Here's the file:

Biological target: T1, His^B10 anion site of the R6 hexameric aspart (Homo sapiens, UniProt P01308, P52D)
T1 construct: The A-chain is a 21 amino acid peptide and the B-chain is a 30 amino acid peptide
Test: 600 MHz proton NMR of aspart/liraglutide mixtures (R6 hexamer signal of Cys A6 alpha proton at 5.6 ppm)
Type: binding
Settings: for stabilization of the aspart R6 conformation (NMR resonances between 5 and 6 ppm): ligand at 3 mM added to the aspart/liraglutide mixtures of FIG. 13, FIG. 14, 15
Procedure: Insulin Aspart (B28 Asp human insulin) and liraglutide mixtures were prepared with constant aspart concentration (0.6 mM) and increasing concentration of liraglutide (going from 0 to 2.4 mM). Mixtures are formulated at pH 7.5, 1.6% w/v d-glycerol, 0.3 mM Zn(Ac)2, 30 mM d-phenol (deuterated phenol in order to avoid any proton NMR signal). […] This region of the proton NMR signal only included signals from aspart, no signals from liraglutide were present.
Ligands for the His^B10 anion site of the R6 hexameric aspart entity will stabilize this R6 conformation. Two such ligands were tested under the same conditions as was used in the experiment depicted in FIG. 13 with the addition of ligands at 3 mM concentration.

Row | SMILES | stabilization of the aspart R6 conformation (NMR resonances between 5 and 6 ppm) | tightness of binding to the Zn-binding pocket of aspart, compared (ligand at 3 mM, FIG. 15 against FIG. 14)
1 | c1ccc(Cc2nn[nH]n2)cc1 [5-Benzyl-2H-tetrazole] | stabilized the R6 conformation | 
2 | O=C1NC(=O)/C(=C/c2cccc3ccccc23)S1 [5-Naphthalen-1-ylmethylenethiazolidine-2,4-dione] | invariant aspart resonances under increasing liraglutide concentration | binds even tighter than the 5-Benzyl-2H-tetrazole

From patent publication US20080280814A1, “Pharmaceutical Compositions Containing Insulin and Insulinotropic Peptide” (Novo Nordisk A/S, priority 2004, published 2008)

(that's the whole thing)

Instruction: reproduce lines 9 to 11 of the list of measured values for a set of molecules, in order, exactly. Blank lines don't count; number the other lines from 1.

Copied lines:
1 | c1ccc(Cc2nn[nH]n2)cc1 [5-Benzyl-2H-tetrazole] | stabilized the R6 conformation | 
2 | O=C1NC(=O)/C(=C/c2cccc3ccccc23)S1 [5-Naphthalen-1-ylmethylenethiazolidine-2,4-dione] | invariant aspart resonances under increasing liraglutide concentration | binds even tighter than the 5-Benzyl-2H-tetrazole

From patent publication US20080280814A1, “Pharmaceutical Compositions Containing Insulin and Insulinotropic Peptide” (Novo Nordisk A/S, priority 2004, published 2008)